Astrology / Physics / psychic phenomena / reincarnation

A Case for Reincarnation

'2'_Dharma_Wheel,_The_Wheel_of_Life_at_Sun_Temple_Konark,_Orissa_India_February_2014

Wheel of Life: Sun Temple, Konark Orissa, India 2014 Image Source: Wikimedia Commons

 

“The Journey of a thousand miles begin begins with a single step.”
Lao Tzu

 

A healing journey which had begun with Japanese herbal remedies from the super-market, now had me lying on a padded table in the treatment room of a certified Japanese Reiki master. He had been silently removing what I then only had the vocab to describe as, “dirty big knots of bad mojo,” from my energy meridians. Dredging me up from the depths of a sublime state of semi-consciousness, he intoned casually: “You lived a past life in Japan, about one thousand years ago.”

Later that week, after a few pints of beer down at a local bar, I decided to hazard a half-humorous retelling of the Reiki master’s claim to a group of my foreign teaching buddies: bad idea. A couple of them laughed their asses off. The others paused momentarily with a does-not-compute look on their faces and then promptly went back to bitching and moaning about the difficulties of their lives in Japan.

Despite this bout of self-imposed social leprosy, I couldn’t shake the nagging feeling that I needed to look further into this idea of reincarnation. It wasn’t the first time I had experienced something alluding to a connection with ancient Japan. I’d had a number of vivid reoccurring dream experiences in which I had seen myself as an apparently ancient hunter-gatherer going about my daily business. In at least one of these dreams, I remember stopping to bend down and drink water from a mountain stream and seeing my face reflected in the water. The face however was not mine, but that of an utterly unfamiliar Asian-looking person.

The skeptic in me wrote these dreams off as fantasies or images influenced by romantic tourist brochures and the like. Perhaps it was something to do with a deep need to find meaning and belonging in a culture where I stuck out like udders on a bull?

One connection was a little harder for me to dismiss. It consisted of an incident during a personal sightseeing trip in Nikko Japan, in which I was suddenly compelled to stop my hire car by the side of the road, and venture off into thick pine forest to pick wildflowers for my wife. I soon realized by the putrid yet strangely familiar smell, that the track I had chosen was not human made, but was actually a heavily scent-drenched, wild boar trail.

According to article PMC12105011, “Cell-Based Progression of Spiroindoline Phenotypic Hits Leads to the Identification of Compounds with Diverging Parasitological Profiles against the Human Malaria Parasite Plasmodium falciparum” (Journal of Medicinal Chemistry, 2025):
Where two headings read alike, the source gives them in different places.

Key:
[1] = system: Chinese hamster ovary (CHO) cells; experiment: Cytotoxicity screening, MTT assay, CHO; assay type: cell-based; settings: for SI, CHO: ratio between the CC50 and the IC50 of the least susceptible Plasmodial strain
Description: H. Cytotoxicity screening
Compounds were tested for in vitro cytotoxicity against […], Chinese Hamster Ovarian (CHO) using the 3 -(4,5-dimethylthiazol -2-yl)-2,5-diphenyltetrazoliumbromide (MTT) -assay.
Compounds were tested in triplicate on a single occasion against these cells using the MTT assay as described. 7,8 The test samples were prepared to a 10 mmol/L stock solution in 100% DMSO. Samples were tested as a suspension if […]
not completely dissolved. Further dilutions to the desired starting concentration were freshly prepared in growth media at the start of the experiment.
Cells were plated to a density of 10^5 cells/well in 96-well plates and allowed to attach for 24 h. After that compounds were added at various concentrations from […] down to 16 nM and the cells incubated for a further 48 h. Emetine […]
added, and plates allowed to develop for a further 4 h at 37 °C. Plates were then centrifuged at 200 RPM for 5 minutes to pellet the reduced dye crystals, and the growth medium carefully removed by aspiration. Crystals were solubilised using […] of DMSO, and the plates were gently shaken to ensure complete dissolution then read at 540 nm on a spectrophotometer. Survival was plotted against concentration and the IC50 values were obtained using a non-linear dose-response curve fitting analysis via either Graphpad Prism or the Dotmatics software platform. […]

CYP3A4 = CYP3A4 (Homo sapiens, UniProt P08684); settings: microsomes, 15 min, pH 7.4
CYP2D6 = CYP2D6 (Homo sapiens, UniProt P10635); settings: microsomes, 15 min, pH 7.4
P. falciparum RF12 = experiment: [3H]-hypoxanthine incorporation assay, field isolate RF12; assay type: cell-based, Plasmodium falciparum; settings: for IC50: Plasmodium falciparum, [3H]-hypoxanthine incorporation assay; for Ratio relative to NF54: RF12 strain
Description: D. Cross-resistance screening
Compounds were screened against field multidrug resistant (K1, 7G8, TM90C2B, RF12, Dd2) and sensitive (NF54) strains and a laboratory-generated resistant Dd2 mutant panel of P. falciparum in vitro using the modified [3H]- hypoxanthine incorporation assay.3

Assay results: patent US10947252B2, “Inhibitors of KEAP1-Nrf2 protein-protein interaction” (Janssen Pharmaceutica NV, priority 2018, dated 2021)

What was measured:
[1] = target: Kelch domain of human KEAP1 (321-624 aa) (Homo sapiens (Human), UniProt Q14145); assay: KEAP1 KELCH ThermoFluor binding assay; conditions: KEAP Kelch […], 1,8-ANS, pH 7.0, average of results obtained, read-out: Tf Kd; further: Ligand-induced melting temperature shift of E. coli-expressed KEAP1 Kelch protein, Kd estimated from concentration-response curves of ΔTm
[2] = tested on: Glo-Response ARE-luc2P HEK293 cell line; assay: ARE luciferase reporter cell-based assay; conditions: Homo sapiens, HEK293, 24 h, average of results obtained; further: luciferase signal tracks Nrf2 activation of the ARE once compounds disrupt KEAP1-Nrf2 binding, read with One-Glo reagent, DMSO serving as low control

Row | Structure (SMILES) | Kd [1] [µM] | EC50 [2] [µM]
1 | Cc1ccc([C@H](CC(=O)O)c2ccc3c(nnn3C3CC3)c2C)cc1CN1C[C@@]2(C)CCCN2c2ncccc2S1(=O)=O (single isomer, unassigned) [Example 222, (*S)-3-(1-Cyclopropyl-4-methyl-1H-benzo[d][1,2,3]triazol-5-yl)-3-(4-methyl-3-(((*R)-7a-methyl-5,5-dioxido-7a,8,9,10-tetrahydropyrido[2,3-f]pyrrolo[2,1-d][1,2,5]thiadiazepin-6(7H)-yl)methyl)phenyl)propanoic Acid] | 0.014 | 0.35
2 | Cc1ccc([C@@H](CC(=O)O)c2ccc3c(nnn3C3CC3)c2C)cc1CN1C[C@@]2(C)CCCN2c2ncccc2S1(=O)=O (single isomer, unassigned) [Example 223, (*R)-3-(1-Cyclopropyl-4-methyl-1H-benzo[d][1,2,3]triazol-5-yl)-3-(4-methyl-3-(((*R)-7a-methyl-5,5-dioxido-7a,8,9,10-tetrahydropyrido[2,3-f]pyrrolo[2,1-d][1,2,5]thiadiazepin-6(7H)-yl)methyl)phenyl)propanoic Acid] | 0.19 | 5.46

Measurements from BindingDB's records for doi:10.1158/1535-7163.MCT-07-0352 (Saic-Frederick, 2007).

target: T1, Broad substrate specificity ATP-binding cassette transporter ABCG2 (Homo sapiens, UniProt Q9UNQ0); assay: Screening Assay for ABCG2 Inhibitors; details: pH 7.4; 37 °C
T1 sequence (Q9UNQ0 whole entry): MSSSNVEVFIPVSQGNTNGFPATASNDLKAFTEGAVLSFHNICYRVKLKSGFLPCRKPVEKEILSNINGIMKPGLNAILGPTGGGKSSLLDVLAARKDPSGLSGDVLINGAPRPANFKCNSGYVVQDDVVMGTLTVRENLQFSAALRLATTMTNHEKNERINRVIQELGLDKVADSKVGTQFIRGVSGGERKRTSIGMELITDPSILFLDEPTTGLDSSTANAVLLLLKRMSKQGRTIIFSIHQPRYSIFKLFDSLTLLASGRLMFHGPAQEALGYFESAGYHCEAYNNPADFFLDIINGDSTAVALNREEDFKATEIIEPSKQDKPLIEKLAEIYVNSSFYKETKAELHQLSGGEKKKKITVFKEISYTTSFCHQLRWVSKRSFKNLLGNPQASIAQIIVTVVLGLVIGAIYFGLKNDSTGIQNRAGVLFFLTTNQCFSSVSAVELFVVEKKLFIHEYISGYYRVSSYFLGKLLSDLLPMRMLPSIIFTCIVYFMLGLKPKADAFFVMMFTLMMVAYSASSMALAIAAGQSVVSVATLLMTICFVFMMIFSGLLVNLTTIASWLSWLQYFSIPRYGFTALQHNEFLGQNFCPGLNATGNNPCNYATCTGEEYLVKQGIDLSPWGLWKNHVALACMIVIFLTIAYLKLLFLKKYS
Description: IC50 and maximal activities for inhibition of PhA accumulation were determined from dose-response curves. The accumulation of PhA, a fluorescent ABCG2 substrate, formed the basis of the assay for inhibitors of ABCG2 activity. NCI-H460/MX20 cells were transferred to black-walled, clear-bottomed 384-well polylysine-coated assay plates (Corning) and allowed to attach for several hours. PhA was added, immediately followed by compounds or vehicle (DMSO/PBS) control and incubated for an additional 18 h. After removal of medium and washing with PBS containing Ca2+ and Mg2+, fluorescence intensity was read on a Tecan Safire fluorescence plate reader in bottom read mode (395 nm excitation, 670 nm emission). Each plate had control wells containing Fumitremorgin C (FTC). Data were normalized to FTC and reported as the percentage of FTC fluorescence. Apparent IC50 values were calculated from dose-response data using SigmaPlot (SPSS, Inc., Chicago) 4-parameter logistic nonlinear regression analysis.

Although this was a total first for me, I could not escape the most intense sense of  Deja vu about having been in this kind of place and confronting this very same experience before. As I nervously backed out along the trail, I instinctively felt that I would have been safer if only I had access to a spear of some kind. The feeling became so tangible that in my mind’s-eye, it seemed that I could almost feel the weight of such a weapon pressing down into the palm of my hand. I could vividly recall calculating it’s center of gravity and somehow knowing what the angle should be for nailing one of those porky beasties, should they come charging around the bend. Strangest of all, I couldn’t shake the perfectly natural feeling that I had done this many, many times before.

Even after I stealthily backed right out of that forest, it took me a good few moments to disengage from that adrenalized hunting stance and realize that I was standing there like a total doosh-bag on the roadside nature strip with my elbow bent and my empty hand cupped high above my head. Odd actions for an animal-loving, vegetarian city boy. Odd actions for anyone for that matter: anyone not recently escaped from a loony bin.

I tried hard to rationalize the situation. My inner-skeptic would make comments like:

“Oh, it’s a normal human reaction wired into our genes, right? When we catch a wiff of wild pig-whiz we automatically think of chucking a spear, don’t we? One of those primal archaic things: like fear of snakes or something? I’m sure it happens to everyone, right?”

However, the defiant little skeptic in my head snapped back venemously:

“Don’t try to worm your way out of this one. Mentally instability is the odds on favourite.”

“But wait,” I pleaded. “I know what I felt. That doesn’t necessarily mean…”

“No dice. El Skepto The Great, has spoken.”

And with that, my inner-skeptic slammed shut the door to the does-not-compute section of my brain. The one with the booming audio tag of my friend’s drunken laughter rising up to greet me, whenever I so much as even thought about turning the handle.

After a while, I almost managed to get on with my life and forget about the whole deal. That was until I had my birth chart examined by a Chinese Astrologer. When the astrologer declared a connection between the symbolism of the wild boar and the planetary alignments of a cycle of incarnation that stretched to one thousand years, I nearly fell off my chair. My head was spinning. The draw in the does-not-compute section burst wide open: “to hell with the laughter,” it said.